Protecting trees can provide a city many benefits while helping maintain its beauty. Valuable trees are often damaged during construction work when there may be simple preventative measures that could keep them healthy. There are many reasons why trees are valuable to communities and should be protected during construction, including social, economic and environmental benefits.
Why Trees Are Valuable
The U.S. Department of Agriculture Forest Service lists the top 10 reasons we need trees:
- Air purification
- Boosts property values and community tax base
- Improve neighborhood appeal and attracts growth
- Air cooling
- Provide shade
- Reduction in pollutants in sewer systems – savings in water treatment costs
- Create green space/character, making urban environments more attractive
- Provide habitat for wildlife
- Reduce water-borne pollutants that reach streams and rivers
- Foster safer and more sociable neighborhoods
Trees may provide fiscal benefits in addition to their ornamental value, such as boosting property values and conserving energy. The U.S. Department of Energy says that three properly placed trees around an average household may reduce its energy bill by $100 to $250 each year. Additionally, The National Renewable Energy Laboratory suggests that well planned tree placement and landscape may reduce heating and cooling costs by up to 25 percent.
Proper care must be taken when handling trees during construction projects. Cities should consider whether construction project designs adequately addresses trees. If not, considering whether alternate tree-friendly construction options exist may help preserve trees. An Iowa State University (ISU) Extension publication, suggests that a landscape architect, forester, nurseryman, horticulturist, arborist or other tree expert help in identifying trees and judging their condition and value of saving prior to the project. It notes that trees that are used for providing shade or ornamental value are perhaps worth more than trees that are simply grown to provide lumber. Trees that have grown over time yet remain healthy are also generally more valuable to protect during a project. Many times it is cost effective to save trees or safely move them, instead of scrapping the trees and planting new trees after a project has been completed.
The ISU Extension publication also provides some general guidelines on how to shield trees by protecting their sensitive roots, saving groups of trees, removing dying trees or trees that may cause fall hazards and protecting trees from grading, cuts and fills. The basic construction techniques outlined may save trees, and could be easy and relatively inexpensive to implement. Most trees that die due to construction-related impact do so due to root damage. Trees vary in their general tolerance to root damage. ISU Extension’s report notes that silver maples, basswood, cottonwood, white poplar, willow and river birch may be most tolerant to root damage.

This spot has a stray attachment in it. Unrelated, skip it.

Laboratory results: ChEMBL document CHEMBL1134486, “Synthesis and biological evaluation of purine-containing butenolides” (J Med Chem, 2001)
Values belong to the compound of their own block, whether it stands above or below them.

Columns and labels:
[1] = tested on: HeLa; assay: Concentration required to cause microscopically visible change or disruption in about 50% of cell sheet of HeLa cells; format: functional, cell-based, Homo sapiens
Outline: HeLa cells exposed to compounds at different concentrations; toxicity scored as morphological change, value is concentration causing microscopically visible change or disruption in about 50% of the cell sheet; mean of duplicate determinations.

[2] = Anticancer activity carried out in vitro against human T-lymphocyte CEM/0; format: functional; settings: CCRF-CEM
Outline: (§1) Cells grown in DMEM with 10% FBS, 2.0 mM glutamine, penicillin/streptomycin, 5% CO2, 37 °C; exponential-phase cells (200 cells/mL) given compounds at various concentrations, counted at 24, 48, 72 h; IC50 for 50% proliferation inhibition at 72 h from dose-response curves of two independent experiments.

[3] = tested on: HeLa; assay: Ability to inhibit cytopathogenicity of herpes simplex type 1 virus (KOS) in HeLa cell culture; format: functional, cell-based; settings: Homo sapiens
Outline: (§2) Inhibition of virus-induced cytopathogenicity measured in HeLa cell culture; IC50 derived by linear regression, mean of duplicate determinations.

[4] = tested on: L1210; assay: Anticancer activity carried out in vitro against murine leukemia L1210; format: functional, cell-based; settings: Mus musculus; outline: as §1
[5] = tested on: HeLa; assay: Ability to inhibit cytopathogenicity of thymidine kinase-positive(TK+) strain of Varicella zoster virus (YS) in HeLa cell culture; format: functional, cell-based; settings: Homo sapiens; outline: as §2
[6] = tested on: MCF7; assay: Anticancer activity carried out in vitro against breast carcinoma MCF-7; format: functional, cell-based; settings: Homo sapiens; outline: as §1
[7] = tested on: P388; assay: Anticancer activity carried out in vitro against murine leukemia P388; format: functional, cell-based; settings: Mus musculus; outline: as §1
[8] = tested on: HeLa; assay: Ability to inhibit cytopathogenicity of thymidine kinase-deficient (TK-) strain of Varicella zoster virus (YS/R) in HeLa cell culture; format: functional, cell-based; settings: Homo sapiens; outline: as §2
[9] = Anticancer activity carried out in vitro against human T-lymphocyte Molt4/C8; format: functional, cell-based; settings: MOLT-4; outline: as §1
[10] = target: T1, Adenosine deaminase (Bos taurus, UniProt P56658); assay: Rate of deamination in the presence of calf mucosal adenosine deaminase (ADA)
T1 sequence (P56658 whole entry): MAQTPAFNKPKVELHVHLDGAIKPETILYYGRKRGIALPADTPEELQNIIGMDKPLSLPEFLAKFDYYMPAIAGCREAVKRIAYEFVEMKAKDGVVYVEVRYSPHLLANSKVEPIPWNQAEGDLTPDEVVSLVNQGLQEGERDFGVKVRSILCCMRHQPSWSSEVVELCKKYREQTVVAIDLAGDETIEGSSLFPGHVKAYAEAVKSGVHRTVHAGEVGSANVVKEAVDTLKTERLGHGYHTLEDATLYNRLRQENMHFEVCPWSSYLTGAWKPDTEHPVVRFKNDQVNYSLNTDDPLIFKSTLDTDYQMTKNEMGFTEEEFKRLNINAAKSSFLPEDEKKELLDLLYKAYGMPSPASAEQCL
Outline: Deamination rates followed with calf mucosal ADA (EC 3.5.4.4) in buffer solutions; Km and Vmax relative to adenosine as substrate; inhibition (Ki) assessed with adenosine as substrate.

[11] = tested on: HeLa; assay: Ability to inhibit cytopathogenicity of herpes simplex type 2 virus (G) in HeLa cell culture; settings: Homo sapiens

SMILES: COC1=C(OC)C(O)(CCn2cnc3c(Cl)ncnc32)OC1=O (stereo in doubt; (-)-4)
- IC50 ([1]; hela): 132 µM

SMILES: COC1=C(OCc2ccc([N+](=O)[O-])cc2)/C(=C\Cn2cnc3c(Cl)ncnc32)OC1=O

It is also important to protect a tree’s root zone, which may extend out horizontally a distance equal to two to three times the height of the tree. Trees Forever suggests completely fencing off a protected area around the tree to help ensure that the roots are not damaged and to avoid soil compaction. Soil compaction can be one of the biggest damaging factors related to construction involving trees. It is easy to store construction materials or park or drive construction vehicles near or under trees, unknowingly causing potential damage to the tree through soil compaction.
Trees can take a very long time to show visual signs of damage or death. In some cases, the cost of eventual tree care or removal due to previous construction damage that resulted in a dying tree may actually land on a subsequent property owner, many years later.
It is important to remember to protect trees year-round and city tree ordinances can provide some guidance. Cities should create, examine or consider their city tree ordinance prior to construction to help protect their valuable trees. A tree ordinance contains provisions adopted by the community to establish minimum standards for a community’s tree program. Tree ordinances may provide guidance to residents and may also provide a framework for regulating tree planting and care activities. ISU Extension has a sample tree ordinance for Iowa communities to review.